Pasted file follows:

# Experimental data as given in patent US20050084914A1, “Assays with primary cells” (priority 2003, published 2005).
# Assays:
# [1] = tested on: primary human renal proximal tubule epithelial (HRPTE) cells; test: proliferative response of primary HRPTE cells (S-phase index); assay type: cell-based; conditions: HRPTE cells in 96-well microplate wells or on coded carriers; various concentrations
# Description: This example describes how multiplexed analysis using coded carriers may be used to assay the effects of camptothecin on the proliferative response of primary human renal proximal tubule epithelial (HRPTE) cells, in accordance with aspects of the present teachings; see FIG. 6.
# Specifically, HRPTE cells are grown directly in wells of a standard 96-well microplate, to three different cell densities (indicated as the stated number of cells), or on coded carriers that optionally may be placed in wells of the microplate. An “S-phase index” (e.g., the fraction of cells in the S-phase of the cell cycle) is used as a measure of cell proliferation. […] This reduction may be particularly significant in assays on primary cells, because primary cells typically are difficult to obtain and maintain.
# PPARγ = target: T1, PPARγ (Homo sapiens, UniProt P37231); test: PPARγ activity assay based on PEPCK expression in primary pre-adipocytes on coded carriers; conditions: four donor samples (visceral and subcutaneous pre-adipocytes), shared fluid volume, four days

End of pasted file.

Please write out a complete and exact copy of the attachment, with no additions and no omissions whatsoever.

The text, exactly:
# Experimental data as given in patent US20050084914A1, “Assays with primary cells” (priority 2003, published 2005).
# Assays:
# [1] = tested on: primary human renal proximal tubule epithelial (HRPTE) cells; test: proliferative response of primary HRPTE cells (S-phase index); assay type: cell-based; conditions: HRPTE cells in 96-well microplate wells or on coded carriers; various concentrations
# Description: This example describes how multiplexed analysis using coded carriers may be used to assay the effects of camptothecin on the proliferative response of primary human renal proximal tubule epithelial (HRPTE) cells, in accordance with aspects of the present teachings; see FIG. 6.
# Specifically, HRPTE cells are grown directly in wells of a standard 96-well microplate, to three different cell densities (indicated as the stated number of cells), or on coded carriers that optionally may be placed in wells of the microplate. An “S-phase index” (e.g., the fraction of cells in the S-phase of the cell cycle) is used as a measure of cell proliferation. […] This reduction may be particularly significant in assays on primary cells, because primary cells typically are difficult to obtain and maintain.
# PPARγ = target: T1, PPARγ (Homo sapiens, UniProt P37231); test: PPARγ activity assay based on PEPCK expression in primary pre-adipocytes on coded carriers; conditions: four donor samples (visceral and subcutaneous pre-adipocytes), shared fluid volume, four days